An increasing number of children and teenagers are now obese and are at risk for developing high blood pressure, heart disease and stroke, including diabetes, even as children and teenagers. This could be considered an emerging epidemic with significant impact upon the health of our nation and the world, says a physician at Washington University School of Medicine in St. Louis and St. Louis Children’s Hospital.
“There is an emerging epidemic upon us,” says Neil H. White, M.D., professor of pediatrics and of medicine at the School of Medicine and a pediatric endocrinologist at St. Louis Children’s Hospital, affiliated with the School of Medicine. “Over the past decade, it has become apparent that type 2 diabetes, previously a disorder primarily of adults, is developing at an alarming rate in teenagers and preteens.”
Diabetes mellitus is a disease in which the blood glucose (blood sugar) is elevated. It is often associated with long term complications, including vision loss, kidney failure, nerve damage and blood vessel damage resulting in heart attack, stroke and amputation. Diabetes is the second most common chronic childhood disease and is traditionally divided into two primary types.
Type 1 diabetes results from destruction of the cells in the pancreas that produce the hormone insulin. Insulin is responsible for regulating blood sugar and fuel metabolism. Type 1 diabetes is a disorder that usually starts in people under 30 years old. Although the number of children diagnosed with type 1 diabetes may be increasing, this increase has been gradual and the rates of this disease have been relatively stable over the last few decades.
However, the situation with type 2 diabetes is very different. Type 2 diabetes is a disorder associated with a need for more insulin to regulate metabolism, but the pancreas cannot produce the extra insulin. Type 2 diabetes is a very common disease and accounts for most of the estimated 19 million people with diabetes and a major portion of the morbidity, mortality and costs of diabetes.
Perhaps even more worrisome, however, is that the common association of insulin resistance, high blood pressure, High cholesterol or triglycerides and obesity leads to an increased risk for heart disease even before the diabetes is diagnosed. This constellation of symptoms has been called metabolic syndrome or Syndrome X, and is now considered to be a “prediabetic” state.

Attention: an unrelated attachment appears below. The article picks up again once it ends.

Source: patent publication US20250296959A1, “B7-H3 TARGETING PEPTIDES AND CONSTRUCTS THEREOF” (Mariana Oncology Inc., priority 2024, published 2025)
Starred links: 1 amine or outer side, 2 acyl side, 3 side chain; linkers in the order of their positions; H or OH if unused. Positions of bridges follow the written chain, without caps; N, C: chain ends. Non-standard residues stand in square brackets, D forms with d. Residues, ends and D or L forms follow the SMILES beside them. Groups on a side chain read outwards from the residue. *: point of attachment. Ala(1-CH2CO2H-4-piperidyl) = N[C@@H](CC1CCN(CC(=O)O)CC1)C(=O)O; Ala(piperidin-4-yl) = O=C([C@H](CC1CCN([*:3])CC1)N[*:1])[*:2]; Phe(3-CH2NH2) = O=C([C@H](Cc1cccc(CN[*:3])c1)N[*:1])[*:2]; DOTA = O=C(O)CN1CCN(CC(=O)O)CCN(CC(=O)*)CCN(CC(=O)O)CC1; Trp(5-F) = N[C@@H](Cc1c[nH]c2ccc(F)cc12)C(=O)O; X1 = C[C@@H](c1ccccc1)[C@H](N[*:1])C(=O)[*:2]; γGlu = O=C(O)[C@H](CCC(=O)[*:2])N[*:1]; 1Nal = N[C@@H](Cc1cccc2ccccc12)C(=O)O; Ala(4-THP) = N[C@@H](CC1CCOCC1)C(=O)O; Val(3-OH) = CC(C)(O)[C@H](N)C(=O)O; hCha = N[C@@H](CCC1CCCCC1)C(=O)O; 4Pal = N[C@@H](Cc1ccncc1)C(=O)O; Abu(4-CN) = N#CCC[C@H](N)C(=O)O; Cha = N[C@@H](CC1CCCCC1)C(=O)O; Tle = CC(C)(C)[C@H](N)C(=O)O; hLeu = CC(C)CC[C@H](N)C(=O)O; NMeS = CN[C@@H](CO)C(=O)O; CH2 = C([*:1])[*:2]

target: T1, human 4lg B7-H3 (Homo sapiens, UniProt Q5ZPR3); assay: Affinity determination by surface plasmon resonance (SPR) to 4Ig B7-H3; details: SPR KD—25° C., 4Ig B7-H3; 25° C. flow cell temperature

White said in some areas of the country, type 2 diabetes represents nearly half of all new cases of childhood diabetes.
“Type 2 diabetes in children is clearly associated with obesity and it occurs more commonly in those with a family history of the disorder and in those of African-American or Hispanic background,” he says. “More and more children are now obese with recent estimates suggesting that at least 20 percent of children in the United States are obese. As obesity increases, so does the incidence of type 2 diabetes in children and teenagers, leading to considerable concern that these children will develop diabetes complications as well as metabolic syndrome and its complications, including heart disease, relatively early in life,” he says. “Prevention is the best medicine.”
White, a Certified Diabetes Educator, says there are many things families and communities can do to help prevent type 2 diabetes in children and teenagers.
“Individual, family and community-based interventions aimed at reducing obesity in children should be encouraged in hopes that this will curb the trend of increasing type 2 diabetes and reduce the risk of heart disease, high blood pressure and High cholesterol in this high-risk population,” he says. “Dietary counseling should be provided to encourage healthy eating and to reduce the intake of food high in calories and fat. Children should be encouraged and counseled to be more active and less sedentary.”
White says these interventions are best implemented at the family level and with professional behavioral support. Community interventions are also needed at the level of the school system to reduce the availability of unhealthy food choices and encourage physical activity.
Washington University School of Medicine’s full-time and volunteer faculty physicians also are the medical staff of Barnes-Jewish and St. Louis Children’s hospitals. The School of Medicine is one of the leading medical research, teaching and patient care institutions in the nation, currently ranked fourth in the nation by U.S. News & World Report. Through its affiliations with Barnes-Jewish and St. Louis Children’s hospitals, the School of Medicine is linked to BJC HealthCare.
Source: Washington University in St. Louis